Astra Zeneca vaccine not effective against new Covid strains as African variant spreads to Indonesia

by | May 7, 2021 | Business

New studies show the Astra Zeneca vaccine, the workhorse of Australia’s vaccine program, is just 10% effective against the virulent South African Covid strain, which reached Indonesian shores this week. Callum Foote investigates.

The AstraZeneca vaccine, which Australia has primarily stockpiled, is only 10% effective against the fast-spreading South African coronavirus variant, according to research published in the New England Journal of Medicine. The Pfizer vaccine is 75% effective.

The South African variant has been detected in Indonesia, with cases in both Jakarta and Bali, as recently as Tuesday.

The South African variant caused half of all Covid cases in Qatar, according to viral genome sequencing conducted between late-February and mid-March. Some 44.5% of cases were caused by the British variant (B.1.1.7 variant).

The study by the South African Medical Research Council Vaccines and Infectious Diseases Analytics Research Units, in partnership with other scientific groups, found that the full two-dose regimen of AstraZeneca’s (ChAd0x1 nCov-19 – AZ) vaccine is only 10.4% effective against the South African variant of Covid-19 (B.1.351 variant). The study was published on March 16.

By contrast, a roundup of studies emerging from Qatar’s third wave published this week shows that the Pfizer-BioNTech vaccine (BNT162b2) is 75% effective against the South African strain.

In early February, South Africa suspended its rollout of the AstraZeneca vaccine, pausing one million doses, following concerns about the reduced efficacy of the Astra Zeneca vaccine from the threatening new variant.

The Royal Australian College of General Practitioners (RACGP) said that South Africa’s movements were a worrying development.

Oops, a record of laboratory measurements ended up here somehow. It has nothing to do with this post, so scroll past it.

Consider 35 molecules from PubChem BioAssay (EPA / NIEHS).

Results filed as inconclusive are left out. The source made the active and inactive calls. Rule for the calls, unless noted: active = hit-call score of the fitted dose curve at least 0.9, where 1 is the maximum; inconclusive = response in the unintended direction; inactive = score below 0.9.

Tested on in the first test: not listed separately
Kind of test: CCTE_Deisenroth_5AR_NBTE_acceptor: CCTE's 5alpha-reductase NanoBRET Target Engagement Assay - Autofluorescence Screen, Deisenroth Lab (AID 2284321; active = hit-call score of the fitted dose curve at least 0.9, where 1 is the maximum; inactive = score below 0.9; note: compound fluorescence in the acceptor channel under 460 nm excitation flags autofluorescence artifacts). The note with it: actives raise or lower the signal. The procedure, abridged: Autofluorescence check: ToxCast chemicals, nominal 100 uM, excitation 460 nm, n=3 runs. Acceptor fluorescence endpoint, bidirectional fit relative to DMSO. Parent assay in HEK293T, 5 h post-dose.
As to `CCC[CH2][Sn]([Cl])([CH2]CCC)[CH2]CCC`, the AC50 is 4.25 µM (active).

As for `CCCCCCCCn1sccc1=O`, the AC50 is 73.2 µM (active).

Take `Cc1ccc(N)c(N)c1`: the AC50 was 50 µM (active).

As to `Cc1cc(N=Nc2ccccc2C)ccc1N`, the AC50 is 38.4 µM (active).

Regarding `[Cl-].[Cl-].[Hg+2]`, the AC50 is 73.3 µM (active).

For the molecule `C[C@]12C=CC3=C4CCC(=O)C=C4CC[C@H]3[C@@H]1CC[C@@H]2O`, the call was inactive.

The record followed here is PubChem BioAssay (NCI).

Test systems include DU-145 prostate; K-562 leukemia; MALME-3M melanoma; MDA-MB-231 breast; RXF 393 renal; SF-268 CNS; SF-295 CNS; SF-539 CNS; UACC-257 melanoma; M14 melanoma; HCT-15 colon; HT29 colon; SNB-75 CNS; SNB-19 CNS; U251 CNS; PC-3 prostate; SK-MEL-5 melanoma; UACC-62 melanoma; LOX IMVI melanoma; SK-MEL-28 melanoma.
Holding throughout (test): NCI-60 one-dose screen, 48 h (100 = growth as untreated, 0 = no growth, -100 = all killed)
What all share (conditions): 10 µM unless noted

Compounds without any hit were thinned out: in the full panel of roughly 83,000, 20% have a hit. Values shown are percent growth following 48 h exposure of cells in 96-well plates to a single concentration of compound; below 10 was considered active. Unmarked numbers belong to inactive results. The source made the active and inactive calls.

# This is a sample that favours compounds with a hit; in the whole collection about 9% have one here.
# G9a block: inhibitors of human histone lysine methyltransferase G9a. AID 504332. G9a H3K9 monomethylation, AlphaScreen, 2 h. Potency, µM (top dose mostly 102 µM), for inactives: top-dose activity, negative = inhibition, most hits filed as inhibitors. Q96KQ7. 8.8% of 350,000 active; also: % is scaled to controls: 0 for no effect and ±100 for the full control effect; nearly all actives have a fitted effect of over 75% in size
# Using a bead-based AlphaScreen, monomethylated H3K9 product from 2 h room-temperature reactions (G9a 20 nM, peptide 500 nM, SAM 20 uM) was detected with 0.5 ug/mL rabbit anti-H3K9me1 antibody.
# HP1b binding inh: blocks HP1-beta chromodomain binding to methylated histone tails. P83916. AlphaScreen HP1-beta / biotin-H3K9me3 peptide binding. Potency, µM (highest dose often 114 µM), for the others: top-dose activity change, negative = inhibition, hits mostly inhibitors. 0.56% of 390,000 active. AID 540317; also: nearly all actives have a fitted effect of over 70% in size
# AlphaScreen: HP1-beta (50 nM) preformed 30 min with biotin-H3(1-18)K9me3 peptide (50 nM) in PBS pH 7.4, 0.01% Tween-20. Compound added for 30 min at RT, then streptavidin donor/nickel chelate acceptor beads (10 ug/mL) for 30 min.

“This is something to be taken seriously and thought through,” said University of Sydney vaccine expert Professor Robert Booy.

The South African variant also shares key characteristics with a variant that  has emerged in Brazil, with fears that AstraZeneca’s vaccine will have similarly low efficacy rates for that variant.

Neither the South African nor Brazilian variants have made it to Australian shores.

AstraZeneca is the only vaccine being manufactured in Australia, at 1 million doses per week using CSL’s Melbourne facility.

Manufacturing of the Pfizer vaccine is strictly restricted to Pfizer-controlled centralized manufacturing hubs in Europe and the US.

Scientists have been calling for an Australian company to be licensed to manufacture the Pfizer vaccine.

A Pfizer spokeswoman told Michael West Media that the company was not currently in discussions with any Australian companies or governments. Pfizer issued a statement saying that “once the pandemic supply phase is over and we enter a phase of regular supplies, Pfizer will certainly evaluate all additional opportunities available. ”

Approached by Australian governments?

However, she refused to say whether Pfizer had turned down approaches by Australian governments or businesses about manufacturing the Pfizer vaccine domestically.

Pfizer is on course to make a US$26 billion profit in 2021 due to a surge of in-house production. Pfizer also note that they are on track to manufacture over 2 billion vaccines this year to meet global need.

Pfizer’s claims that the vaccine can only be manufactured in America and Europe is contrary to the opinions of many Australian experts, such as Archa Fox, an mRNA researcher at the University of Western Australia.

“It is actually not that complicated to do from a scientific point of view.”

“The technology, the equipment — it exists, we can buy it, we just need, essentially, the will,” Dr Fox told the ABC in April.

RMIT University professor of immunology Magdalena Plebanski agrees.

“Scientifically, we are mature and ready to take on a challenge like that as a country,” she says.

“There’s nothing really stopping Australia from going down that pathway.”

Both the AstraZeneca and Pfizer vaccines were highly effective against the British variant, with a 90% efficacy rate.

Michael West Media has contacted both Health Minister Greg Hunt and shadow health minister Mark Butler.

ABOUT THE AUTHOR

Callum Foote

Callum Foote

Callum Foote a journalist and Revolving Doors editor for Michael West Media. Callum has studied the impact of undue corporate influence over Australian policy decisions and the impact this has on popular interests. https://www.facebook.com/CallumFooteJourno https://twitter.com/CallumDRFoote

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